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Determine the asymptotes for p(x)=-4x-1/x-5

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2 Answers

Find the asymptotes for p(x) = (-4x-1)/(x-5)
 
The denominator, (x-5), equals zero at x=5.  So there will be a vertical asymptote at x=5.
 
When the degree of the numerator and denominator are the same, there will be a horizontal asymptote that is equal to the ratio of the coefficients of the highest degree terms.  The "degree" refers to the highest exponent.  In this case, it's x1, or just x, in both the numerator and the denominator.  The coefficient of the x term in the numerator is -4, and in the denominator it's 1.  The horizontal asymptote, then, is y = (-4)/1 = -4.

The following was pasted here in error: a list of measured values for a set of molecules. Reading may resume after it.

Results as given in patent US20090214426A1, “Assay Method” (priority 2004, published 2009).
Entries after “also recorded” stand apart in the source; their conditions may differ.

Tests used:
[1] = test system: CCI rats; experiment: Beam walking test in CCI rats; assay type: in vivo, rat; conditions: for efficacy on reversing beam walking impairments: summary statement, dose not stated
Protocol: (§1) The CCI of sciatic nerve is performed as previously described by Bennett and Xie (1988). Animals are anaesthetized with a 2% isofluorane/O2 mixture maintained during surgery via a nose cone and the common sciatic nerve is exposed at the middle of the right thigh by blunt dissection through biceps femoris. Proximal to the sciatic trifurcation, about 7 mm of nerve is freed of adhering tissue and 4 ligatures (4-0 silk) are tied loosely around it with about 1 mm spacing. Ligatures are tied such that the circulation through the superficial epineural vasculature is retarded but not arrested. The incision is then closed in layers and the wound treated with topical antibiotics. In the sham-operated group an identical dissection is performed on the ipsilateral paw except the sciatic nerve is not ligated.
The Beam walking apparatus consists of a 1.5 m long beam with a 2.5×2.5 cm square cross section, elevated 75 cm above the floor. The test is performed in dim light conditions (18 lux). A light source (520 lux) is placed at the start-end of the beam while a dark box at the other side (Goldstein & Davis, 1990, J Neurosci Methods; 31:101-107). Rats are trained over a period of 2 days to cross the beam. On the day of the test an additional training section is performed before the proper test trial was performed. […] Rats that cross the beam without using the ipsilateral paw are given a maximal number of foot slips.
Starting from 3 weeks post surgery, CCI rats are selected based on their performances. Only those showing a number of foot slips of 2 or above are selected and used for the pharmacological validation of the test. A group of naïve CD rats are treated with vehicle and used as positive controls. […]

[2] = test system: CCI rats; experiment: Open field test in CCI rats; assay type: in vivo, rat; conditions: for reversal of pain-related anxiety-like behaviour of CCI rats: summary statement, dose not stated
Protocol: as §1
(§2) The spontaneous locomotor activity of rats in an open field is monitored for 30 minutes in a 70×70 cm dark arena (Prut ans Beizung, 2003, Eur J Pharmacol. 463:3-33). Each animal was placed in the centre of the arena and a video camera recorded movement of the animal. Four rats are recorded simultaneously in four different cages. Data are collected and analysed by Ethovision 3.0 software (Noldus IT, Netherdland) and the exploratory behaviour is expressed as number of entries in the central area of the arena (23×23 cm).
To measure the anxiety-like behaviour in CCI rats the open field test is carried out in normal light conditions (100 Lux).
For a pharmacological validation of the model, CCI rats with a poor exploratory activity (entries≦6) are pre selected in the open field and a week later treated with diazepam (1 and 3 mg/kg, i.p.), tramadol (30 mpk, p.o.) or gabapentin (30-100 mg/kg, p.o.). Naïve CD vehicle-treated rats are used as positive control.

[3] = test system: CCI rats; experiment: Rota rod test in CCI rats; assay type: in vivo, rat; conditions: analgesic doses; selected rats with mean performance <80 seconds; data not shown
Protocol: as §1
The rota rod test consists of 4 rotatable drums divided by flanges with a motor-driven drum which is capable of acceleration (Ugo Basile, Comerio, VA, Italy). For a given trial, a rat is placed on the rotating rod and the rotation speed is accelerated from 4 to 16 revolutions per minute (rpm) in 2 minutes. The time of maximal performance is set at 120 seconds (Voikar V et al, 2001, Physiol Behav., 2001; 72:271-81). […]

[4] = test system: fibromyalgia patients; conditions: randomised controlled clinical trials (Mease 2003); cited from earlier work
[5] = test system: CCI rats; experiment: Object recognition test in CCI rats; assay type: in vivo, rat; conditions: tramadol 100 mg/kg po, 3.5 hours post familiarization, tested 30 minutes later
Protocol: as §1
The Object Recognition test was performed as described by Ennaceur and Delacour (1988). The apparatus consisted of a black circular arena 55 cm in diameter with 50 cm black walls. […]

Perhaps this function should be written: p(x)=(-4x-1)/(x-5)
If this is the case, then, what is the vertical asymptote (VA)?  
Remember... the denominator can not be equal to 0.  So...
what value of x will make x-5=0? 
That vertical line will be your VA: x=?
Now, the horizontal asymptote (HA)...
Please review the 3 cases for defining HA:
1) When it does exist. 2) When it doesn't exist; and 3) When HA is the x-axys or y=0
In this function... Does it exist?  
Yes it does and it will be defined by the leading coefficients -4 and 1:
y=-4/1.  So, the HA is y=-4
Now, please write your answers and let me know...